Before the recent presidential election, a bipartisan congressional effort was made to pass a criminal justice reform bill. The bill faltered in part because of a proposed default mens rea provision: statutes silent on mens rea, that were not explicitly identified as strict liability by the legislature, would be taken to require for guilt proof of knowledge with respect to each material element. This paper focusses on a prominent line of disagreement about the default mens rea provision. Proponents argued that (...) it would reduce the number of unjust verdicts in corporate cases. They noted that there have been convictions of corporations and corporate officers for public welfare offenses in instances in which there was good reason to believe that the defendants lacked mens rea. They touted the legislation, then, as a way of reducing the false positive rate. Opponents noted that the provision would also reduce the rate of true positives in corporate prosecutions—convictions of those possessing mens rea who could not be proven to—and opposed the legislation on those grounds. Both sides, then, accepted that the relevant question was, in part, numerical: under the provision, would the reductions in guilty verdicts of those lacking mens rea outnumber and outweigh the increases in acquittals of those possessing it? This paper critically examines this numerical approach for assessing and justifying the default mens rea provision. The paper argues that there is a small domain under which it is appropriate to reason in such numerical terms about a default mens rea provision, but that that domain is so small as to make such arguments inappropriate when it comes to sweeping legislation, such as that proposed. The paper further argues that in light of this conclusion the default mens rea provision must be examined non-numerically, through appeal to principled considerations about the necessary conditions for morally justified infliction of punishment. When such arguments are freed from numerical considerations of the kind that dominated the public discussion of the legislation, they decide the matter: the default mens rea provision deserves bipartisan support. (shrink)
Courts and commentators are notoriously puzzled about the mens rea standards for complicity. Accomplices intend to aid, but what attitude need they have towards the crimes that they aid? This paper both criticizes extant accounts of the mens rea of complicity and offers a new account. The paper argues that an intention can commit one to an event’s occurrence without committing one to promoting the event, or making it more likely to take place. Under the proposed account of the mens (...) rea of complicity, an accomplice must have an intention that commits him to the crime’s occurrence, but need not commit him to making it more likely that the crime occurs. The paper traces the implications of this view both for several difficult complicity cases, and for ongoing debates among philosophers of action about the necessary and sufficient conditions of joint agency. (shrink)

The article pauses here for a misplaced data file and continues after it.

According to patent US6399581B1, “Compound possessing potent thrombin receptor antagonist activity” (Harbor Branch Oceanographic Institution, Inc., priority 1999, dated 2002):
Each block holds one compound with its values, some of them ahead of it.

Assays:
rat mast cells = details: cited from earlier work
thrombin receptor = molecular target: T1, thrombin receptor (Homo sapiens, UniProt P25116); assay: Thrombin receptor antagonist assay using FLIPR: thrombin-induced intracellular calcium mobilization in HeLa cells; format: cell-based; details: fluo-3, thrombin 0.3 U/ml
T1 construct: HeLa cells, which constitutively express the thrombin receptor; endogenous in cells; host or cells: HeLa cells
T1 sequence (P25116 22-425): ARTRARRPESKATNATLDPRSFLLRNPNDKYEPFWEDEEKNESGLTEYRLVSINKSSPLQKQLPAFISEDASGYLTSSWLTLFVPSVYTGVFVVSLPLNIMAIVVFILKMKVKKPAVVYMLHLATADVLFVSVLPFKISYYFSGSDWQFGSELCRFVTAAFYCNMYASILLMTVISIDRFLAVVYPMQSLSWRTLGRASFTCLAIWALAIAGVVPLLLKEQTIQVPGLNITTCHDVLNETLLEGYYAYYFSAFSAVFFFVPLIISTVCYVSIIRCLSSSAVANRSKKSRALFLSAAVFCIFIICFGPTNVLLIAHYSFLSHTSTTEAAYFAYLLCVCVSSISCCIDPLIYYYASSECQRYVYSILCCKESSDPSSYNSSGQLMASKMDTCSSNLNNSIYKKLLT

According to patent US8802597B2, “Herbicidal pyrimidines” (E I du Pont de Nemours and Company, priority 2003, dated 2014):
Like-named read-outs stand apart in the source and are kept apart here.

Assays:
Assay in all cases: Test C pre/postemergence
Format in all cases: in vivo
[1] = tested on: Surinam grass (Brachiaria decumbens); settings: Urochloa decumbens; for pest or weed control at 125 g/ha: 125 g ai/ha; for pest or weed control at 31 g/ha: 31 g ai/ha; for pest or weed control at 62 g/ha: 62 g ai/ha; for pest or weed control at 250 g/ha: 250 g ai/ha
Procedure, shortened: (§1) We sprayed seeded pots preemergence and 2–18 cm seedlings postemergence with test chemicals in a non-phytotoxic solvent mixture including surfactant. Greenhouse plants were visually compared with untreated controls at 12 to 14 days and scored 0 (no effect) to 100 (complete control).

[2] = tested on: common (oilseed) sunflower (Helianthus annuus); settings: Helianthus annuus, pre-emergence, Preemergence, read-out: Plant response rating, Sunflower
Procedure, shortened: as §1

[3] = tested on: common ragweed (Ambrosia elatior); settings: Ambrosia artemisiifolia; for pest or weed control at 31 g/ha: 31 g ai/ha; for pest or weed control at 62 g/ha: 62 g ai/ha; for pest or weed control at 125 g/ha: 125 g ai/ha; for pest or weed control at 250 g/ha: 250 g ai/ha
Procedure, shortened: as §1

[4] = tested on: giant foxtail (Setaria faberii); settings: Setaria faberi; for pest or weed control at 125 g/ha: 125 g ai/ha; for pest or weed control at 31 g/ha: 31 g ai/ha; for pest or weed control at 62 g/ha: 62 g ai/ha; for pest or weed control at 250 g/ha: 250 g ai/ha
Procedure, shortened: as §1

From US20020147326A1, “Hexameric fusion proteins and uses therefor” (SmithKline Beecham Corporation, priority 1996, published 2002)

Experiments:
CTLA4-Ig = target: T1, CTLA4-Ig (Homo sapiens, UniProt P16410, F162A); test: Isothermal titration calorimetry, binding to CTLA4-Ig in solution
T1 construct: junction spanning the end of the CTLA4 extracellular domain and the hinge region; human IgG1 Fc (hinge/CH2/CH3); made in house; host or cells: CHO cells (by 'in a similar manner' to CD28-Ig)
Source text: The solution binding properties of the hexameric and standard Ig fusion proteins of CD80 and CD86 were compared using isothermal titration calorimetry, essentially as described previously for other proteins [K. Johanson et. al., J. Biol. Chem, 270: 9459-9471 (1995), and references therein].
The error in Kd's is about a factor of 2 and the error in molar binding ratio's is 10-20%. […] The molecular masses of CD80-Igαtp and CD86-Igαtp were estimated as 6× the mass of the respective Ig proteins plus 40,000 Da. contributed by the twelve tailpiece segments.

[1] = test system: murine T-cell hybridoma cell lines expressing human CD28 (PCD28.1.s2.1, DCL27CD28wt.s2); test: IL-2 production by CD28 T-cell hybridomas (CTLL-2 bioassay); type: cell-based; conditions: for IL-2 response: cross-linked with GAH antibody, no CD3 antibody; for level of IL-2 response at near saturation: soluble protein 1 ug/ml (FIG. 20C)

Criminal law casebooks and treatises frequently mention the possibility that criminal liability for possession is inconsistent with the Voluntary Act Requirement, which limits criminal liability to that which includes an act or an omission. This paper explains why criminal liability for possession is compatible with the Voluntary Act Requirement despite the fact that possession is a status. To make good on this claim, the paper defends the Voluntary Act Requirement, offers an account of the nature of omissions of the kind (...) that need be included in that for which criminal liability is imposed in the absence of a voluntary act, and argues that possession is a status that is constituted in part by an omission of this sort. The result is that to hold people criminally liable for possession is to hold them criminally liable both for a status and for an omission, an omission that is part of what it is to have that status. The paper also distinguishes possession from vagrancy, which is not a proper object of criminal liability, precisely because of constraints placed by the Voluntary Act Requirement. And the paper argues that possession incident to dispossession is not a proper object of criminal liability because it does not involve an omission of the kind that other forms of possession involve. (shrink)
This paper is concerned to bring out the philosophical contribution that Thomas Reid makes in his discussions of promising. Reid discusses promising in two contexts: he argues that the practice of promising presupposes the belief that the promisor is endowed with what he calls 'active power' , and he argues against Hume's claim that the very act of promising—and the obligation to do as one promised—are "artificial," or the products of human convention . In addition to explaining what Reid says (...) in each of these two contexts, the paper demonstrates that the two discussions are linked. It is, in part, because he thinks that promises are a special kind of act —performable solely through the exercise of our native, natural capacities—that he thinks that the practice of promising presupposes active power. Towards this end, the paper explains how Reid conceives of active power and explains his concept of a social act. The paper argues that, when considered as part of a single, unitary conception of the nature of promises, Reid's two discussions provide important insights into the nature of promising, particularly with regard to the sense in which promisory obligations are conditional: they are conditional upon a rather short list of circumstances that are not within our power—a shorter list than those on which other obligations are conditional. (shrink)
Reid argues that Hume’s claim that justice is an artificial virtue is inconsistent with the fact that gratitude is a natural sentiment. This chapter shows that Reid’s argument succeeds only given a philosophy of mind and action that Hume rejects. Among other things, Reid assumes that one can conceive of one of a pair of contradictories only if one can conceive of the other—a claim that Hume denies. So, in the case of justice, the disagreement between Hume and Reid is, (...) at bottom, a disagreement over their respective conceptions of how the human mind works at its most fundamental level. (shrink)